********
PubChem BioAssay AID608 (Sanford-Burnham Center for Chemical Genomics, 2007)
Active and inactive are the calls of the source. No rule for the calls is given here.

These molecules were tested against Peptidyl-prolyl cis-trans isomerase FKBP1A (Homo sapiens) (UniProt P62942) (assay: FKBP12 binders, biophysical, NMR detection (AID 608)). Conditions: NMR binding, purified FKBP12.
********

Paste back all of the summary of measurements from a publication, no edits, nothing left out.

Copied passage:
PubChem BioAssay AID608 (Sanford-Burnham Center for Chemical Genomics, 2007)
Active and inactive are the calls of the source. No rule for the calls is given here.

These molecules were tested against Peptidyl-prolyl cis-trans isomerase FKBP1A (Homo sapiens) (UniProt P62942) (assay: FKBP12 binders, biophysical, NMR detection (AID 608)). Conditions: NMR binding, purified FKBP12.